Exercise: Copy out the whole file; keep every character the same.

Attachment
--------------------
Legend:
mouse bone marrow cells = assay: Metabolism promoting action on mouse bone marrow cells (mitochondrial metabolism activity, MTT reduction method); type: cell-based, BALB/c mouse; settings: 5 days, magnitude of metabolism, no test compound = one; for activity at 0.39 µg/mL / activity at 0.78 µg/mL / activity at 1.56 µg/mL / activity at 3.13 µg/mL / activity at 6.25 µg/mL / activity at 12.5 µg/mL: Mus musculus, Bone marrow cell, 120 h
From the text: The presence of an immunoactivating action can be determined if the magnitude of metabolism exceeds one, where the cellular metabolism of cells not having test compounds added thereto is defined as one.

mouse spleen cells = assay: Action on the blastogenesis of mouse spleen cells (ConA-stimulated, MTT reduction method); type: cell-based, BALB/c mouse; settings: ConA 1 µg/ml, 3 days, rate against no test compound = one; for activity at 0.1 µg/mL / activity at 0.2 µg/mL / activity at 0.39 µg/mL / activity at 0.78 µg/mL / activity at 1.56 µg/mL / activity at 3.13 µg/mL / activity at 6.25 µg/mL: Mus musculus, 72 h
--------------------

Legend:
mouse bone marrow cells = assay: Metabolism promoting action on mouse bone marrow cells (mitochondrial metabolism activity, MTT reduction method); type: cell-based, BALB/c mouse; settings: 5 days, magnitude of metabolism, no test compound = one; for activity at 0.39 µg/mL / activity at 0.78 µg/mL / activity at 1.56 µg/mL / activity at 3.13 µg/mL / activity at 6.25 µg/mL / activity at 12.5 µg/mL: Mus musculus, Bone marrow cell, 120 h
From the text: The presence of an immunoactivating action can be determined if the magnitude of metabolism exceeds one, where the cellular metabolism of cells not having test compounds added thereto is defined as one.

mouse spleen cells = assay: Action on the blastogenesis of mouse spleen cells (ConA-stimulated, MTT reduction method); type: cell-based, BALB/c mouse; settings: ConA 1 µg/ml, 3 days, rate against no test compound = one; for activity at 0.1 µg/mL / activity at 0.2 µg/mL / activity at 0.39 µg/mL / activity at 0.78 µg/mL / activity at 1.56 µg/mL / activity at 3.13 µg/mL / activity at 6.25 µg/mL: Mus musculus, 72 h